GreaterChicken thinks this title is suitable for 15 years and over

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ellysaurus
Feb 04, 2020

ellysaurus thinks this title is suitable for 17 years and over

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t3485tank
Oct 31, 2019

t3485tank thinks this title is suitable for 15 years and over

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AliceInWonderbread
Sep 19, 2019

AliceInWonderbread thinks this title is suitable for 17 years and over

n
nherrera61
Aug 07, 2019

nherrera61 thinks this title is suitable for 18 years and over

Summary

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j
janiedobbs
Dec 30, 2019

The novel’s main narrative opens in the marshland near the fictional town of Barkley Cove, North Carolina. Seven-year-old Catherine “Kya” Clark lives in a shack in the swamp with her mother, father, and siblings. However, one day, Kya’s mother leaves the shack forever in order to escape the physical abuse inflicted by Kya’s father. Kya’s siblings soon leave on their own as well, leaving only Kya and Pa. Pa spends increasingly more time away from the shack over the years, and when Kya is about ten years old, Pa leaves forever. Kya has become thoroughly self-sufficient by this time, living on the land and occasionally trading in town for necessary supplies.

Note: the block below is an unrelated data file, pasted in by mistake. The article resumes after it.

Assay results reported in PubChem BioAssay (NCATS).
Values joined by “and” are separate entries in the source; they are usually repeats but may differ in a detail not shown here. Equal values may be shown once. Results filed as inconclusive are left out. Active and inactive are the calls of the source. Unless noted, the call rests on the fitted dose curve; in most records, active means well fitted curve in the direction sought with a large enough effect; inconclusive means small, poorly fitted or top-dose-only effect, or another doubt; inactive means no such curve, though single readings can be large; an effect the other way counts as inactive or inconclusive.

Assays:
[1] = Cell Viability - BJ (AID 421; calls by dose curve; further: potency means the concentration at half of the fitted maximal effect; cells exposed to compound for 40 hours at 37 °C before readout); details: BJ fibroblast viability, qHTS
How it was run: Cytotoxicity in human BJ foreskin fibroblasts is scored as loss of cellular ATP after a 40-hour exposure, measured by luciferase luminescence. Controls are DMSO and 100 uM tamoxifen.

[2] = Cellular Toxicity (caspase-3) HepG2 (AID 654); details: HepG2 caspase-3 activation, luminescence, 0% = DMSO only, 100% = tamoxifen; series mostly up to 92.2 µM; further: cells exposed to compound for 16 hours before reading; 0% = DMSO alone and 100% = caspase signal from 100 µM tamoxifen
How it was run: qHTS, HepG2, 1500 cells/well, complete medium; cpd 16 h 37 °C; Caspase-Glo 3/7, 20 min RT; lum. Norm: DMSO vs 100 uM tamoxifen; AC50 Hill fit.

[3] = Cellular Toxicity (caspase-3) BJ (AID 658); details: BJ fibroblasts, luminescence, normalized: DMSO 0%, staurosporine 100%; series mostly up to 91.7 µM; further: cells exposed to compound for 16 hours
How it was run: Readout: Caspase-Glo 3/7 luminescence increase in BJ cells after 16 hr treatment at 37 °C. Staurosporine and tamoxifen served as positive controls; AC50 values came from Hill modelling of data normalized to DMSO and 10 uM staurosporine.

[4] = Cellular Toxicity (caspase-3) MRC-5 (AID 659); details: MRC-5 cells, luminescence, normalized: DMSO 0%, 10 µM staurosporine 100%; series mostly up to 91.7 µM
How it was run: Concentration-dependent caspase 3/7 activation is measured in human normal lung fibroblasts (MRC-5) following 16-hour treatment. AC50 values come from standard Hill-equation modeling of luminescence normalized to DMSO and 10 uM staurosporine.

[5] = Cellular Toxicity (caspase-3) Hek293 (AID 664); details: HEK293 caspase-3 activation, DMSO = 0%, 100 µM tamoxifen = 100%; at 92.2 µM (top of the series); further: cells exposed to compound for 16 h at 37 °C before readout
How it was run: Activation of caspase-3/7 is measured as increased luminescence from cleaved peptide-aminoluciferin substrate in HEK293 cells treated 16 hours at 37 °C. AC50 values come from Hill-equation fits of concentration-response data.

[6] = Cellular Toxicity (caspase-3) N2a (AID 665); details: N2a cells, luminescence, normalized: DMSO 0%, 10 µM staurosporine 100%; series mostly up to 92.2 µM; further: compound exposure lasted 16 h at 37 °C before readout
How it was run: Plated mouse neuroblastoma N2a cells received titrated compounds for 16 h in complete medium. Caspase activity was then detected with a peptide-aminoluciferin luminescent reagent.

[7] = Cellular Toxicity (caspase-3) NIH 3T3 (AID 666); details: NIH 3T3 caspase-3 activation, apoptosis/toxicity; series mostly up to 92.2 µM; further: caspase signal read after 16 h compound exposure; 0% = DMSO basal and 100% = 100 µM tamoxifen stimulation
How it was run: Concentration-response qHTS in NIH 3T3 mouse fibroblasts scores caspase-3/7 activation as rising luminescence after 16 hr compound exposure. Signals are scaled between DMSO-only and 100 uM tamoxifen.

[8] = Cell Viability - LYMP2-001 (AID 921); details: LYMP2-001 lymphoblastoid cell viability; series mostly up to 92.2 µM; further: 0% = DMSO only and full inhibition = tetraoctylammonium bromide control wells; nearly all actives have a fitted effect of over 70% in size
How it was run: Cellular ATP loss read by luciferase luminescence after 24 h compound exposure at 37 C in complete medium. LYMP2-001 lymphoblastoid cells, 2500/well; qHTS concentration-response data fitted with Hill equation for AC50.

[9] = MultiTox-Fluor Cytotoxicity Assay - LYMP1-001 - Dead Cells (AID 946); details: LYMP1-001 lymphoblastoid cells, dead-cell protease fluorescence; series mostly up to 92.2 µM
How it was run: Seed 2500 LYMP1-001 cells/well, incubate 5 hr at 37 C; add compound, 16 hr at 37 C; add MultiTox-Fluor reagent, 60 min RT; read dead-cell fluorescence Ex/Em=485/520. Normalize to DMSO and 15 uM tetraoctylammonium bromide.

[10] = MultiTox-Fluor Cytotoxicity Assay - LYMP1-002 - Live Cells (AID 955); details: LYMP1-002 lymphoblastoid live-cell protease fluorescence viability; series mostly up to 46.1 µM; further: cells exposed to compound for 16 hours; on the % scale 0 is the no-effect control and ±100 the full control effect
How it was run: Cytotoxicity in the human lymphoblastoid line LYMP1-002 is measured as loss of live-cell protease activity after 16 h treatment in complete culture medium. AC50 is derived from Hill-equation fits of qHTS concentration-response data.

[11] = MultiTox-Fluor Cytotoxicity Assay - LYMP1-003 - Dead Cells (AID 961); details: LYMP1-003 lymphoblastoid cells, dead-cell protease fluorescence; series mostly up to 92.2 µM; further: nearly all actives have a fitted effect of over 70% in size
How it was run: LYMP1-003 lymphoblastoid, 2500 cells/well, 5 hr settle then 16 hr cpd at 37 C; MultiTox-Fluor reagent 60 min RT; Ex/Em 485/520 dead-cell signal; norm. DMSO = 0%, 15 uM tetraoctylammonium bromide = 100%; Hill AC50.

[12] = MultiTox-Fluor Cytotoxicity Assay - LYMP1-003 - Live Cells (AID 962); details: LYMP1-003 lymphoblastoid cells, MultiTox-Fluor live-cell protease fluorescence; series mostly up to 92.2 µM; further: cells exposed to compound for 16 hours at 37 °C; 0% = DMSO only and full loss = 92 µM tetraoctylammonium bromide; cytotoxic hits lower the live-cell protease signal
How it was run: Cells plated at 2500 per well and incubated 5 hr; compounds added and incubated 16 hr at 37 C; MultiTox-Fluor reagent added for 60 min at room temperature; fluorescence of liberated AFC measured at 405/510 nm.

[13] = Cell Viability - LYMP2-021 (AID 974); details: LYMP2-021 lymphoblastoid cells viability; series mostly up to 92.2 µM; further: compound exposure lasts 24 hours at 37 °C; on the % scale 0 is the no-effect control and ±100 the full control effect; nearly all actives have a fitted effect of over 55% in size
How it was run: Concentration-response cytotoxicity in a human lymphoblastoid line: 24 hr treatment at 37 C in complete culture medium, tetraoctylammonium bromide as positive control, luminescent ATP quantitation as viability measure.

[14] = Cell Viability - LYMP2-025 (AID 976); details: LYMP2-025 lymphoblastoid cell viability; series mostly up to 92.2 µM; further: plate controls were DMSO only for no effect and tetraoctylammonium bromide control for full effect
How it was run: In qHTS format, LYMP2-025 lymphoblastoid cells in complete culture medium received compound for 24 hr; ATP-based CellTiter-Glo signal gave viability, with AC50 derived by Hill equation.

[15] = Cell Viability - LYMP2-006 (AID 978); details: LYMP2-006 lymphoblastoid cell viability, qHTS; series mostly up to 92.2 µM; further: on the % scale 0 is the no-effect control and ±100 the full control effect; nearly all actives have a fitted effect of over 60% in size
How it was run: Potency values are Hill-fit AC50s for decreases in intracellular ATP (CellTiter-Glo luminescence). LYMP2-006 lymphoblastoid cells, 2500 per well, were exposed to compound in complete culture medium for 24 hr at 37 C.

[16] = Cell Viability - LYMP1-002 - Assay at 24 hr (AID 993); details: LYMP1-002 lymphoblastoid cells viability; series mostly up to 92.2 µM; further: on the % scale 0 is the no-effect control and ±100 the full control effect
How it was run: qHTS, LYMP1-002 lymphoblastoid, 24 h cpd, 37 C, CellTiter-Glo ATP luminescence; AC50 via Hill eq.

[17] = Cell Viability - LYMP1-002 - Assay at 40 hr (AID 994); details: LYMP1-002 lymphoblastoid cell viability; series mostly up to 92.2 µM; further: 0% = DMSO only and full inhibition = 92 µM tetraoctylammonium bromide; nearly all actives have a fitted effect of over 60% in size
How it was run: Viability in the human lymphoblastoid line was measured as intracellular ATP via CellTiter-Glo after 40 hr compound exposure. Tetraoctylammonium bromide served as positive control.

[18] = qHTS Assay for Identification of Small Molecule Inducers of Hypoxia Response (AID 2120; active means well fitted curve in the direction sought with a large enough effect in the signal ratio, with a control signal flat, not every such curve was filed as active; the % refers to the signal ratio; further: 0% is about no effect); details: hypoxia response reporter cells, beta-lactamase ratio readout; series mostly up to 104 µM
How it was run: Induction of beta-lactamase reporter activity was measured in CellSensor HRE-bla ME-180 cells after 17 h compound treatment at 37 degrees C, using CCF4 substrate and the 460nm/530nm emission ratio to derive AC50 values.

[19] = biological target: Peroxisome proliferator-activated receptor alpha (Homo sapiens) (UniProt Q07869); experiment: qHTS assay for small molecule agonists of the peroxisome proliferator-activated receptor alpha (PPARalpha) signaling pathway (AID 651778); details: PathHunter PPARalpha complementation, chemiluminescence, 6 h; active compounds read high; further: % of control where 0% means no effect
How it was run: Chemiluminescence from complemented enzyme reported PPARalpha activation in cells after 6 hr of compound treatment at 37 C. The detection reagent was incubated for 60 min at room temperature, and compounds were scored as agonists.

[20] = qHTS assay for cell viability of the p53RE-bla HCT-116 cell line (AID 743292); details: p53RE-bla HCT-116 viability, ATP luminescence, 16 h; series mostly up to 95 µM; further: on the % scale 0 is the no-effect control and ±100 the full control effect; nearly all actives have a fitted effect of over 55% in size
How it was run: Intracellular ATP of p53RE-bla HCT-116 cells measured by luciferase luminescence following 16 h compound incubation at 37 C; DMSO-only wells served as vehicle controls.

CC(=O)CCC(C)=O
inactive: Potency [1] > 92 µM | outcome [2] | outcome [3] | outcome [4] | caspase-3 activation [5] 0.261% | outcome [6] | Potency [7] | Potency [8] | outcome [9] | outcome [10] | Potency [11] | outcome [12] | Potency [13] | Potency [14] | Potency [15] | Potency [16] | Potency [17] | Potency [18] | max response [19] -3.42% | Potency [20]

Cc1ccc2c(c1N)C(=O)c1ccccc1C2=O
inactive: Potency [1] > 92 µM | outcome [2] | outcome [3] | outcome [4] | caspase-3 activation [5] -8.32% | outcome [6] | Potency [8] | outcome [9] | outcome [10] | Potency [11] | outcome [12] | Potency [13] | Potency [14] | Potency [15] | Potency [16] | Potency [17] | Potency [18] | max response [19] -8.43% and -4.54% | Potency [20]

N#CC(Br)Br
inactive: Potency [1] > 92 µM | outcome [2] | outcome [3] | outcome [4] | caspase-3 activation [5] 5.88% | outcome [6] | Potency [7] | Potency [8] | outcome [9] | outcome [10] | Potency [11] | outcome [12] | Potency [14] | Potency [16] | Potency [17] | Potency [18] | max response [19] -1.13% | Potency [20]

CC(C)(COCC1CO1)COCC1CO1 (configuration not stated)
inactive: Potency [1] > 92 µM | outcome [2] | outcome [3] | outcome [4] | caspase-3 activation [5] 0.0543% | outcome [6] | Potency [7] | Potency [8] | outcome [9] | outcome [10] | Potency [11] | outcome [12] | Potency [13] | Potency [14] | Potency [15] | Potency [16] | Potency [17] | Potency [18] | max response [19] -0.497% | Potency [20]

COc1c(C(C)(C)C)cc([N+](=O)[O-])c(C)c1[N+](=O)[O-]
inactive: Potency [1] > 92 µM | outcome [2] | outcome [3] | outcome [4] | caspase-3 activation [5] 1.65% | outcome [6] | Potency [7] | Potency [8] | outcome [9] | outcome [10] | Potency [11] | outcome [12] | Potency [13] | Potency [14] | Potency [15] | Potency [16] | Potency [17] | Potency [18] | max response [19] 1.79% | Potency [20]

When Kya is 14 years old, a kind local boy named Tate Walker begins to visit Kya, and he teaches her how to read. He is about four years older than Kya. He also gives Kya his old textbooks from school. When Kya is 15 years old, she and Tate fall in love, but Tate insists that they do not have sex until Kya is older. Tate soon leaves for college, and although he promises to love and remember Kya, Kya feels abandoned. When Kya is 19 years old, she suddenly becomes attracted to a young local man named Chase Andrews. Chase begins visiting her often. Chase says that he loves her and is eager to have sex with her. Kya refuses at first, but after about a year, she consents to sex.